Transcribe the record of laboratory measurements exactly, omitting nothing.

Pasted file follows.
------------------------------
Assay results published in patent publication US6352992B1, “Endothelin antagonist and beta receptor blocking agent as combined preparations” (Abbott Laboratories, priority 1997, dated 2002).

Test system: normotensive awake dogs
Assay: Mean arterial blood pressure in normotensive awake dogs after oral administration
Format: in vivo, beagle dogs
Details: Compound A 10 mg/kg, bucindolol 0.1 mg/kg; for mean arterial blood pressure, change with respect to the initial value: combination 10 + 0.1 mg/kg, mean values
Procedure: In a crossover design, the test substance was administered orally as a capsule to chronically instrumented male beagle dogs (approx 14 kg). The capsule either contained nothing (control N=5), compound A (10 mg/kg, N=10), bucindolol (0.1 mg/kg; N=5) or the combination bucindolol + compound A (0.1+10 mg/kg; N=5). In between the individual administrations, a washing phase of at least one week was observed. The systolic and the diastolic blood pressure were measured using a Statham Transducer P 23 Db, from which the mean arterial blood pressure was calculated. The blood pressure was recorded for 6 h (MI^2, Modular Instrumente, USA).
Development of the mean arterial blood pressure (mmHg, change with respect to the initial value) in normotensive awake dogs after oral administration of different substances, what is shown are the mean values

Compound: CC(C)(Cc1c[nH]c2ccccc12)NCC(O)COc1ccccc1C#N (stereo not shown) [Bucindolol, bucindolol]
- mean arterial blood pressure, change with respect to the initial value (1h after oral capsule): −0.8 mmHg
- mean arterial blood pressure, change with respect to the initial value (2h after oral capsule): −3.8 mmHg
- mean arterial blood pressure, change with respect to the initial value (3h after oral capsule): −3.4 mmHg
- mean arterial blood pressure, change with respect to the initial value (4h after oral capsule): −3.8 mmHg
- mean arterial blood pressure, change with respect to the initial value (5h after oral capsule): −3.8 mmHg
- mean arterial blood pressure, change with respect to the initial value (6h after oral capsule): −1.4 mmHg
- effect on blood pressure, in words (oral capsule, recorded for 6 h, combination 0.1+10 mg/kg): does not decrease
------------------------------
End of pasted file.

Assay results published in patent publication US6352992B1, “Endothelin antagonist and beta receptor blocking agent as combined preparations” (Abbott Laboratories, priority 1997, dated 2002).

Test system: normotensive awake dogs
Assay: Mean arterial blood pressure in normotensive awake dogs after oral administration
Format: in vivo, beagle dogs
Details: Compound A 10 mg/kg, bucindolol 0.1 mg/kg; for mean arterial blood pressure, change with respect to the initial value: combination 10 + 0.1 mg/kg, mean values
Procedure: In a crossover design, the test substance was administered orally as a capsule to chronically instrumented male beagle dogs (approx 14 kg). The capsule either contained nothing (control N=5), compound A (10 mg/kg, N=10), bucindolol (0.1 mg/kg; N=5) or the combination bucindolol + compound A (0.1+10 mg/kg; N=5). In between the individual administrations, a washing phase of at least one week was observed. The systolic and the diastolic blood pressure were measured using a Statham Transducer P 23 Db, from which the mean arterial blood pressure was calculated. The blood pressure was recorded for 6 h (MI^2, Modular Instrumente, USA).
Development of the mean arterial blood pressure (mmHg, change with respect to the initial value) in normotensive awake dogs after oral administration of different substances, what is shown are the mean values

Compound: CC(C)(Cc1c[nH]c2ccccc12)NCC(O)COc1ccccc1C#N (stereo not shown) [Bucindolol, bucindolol]
- mean arterial blood pressure, change with respect to the initial value (1h after oral capsule): −0.8 mmHg
- mean arterial blood pressure, change with respect to the initial value (2h after oral capsule): −3.8 mmHg
- mean arterial blood pressure, change with respect to the initial value (3h after oral capsule): −3.4 mmHg
- mean arterial blood pressure, change with respect to the initial value (4h after oral capsule): −3.8 mmHg
- mean arterial blood pressure, change with respect to the initial value (5h after oral capsule): −3.8 mmHg
- mean arterial blood pressure, change with respect to the initial value (6h after oral capsule): −1.4 mmHg
- effect on blood pressure, in words (oral capsule, recorded for 6 h, combination 0.1+10 mg/kg): does not decrease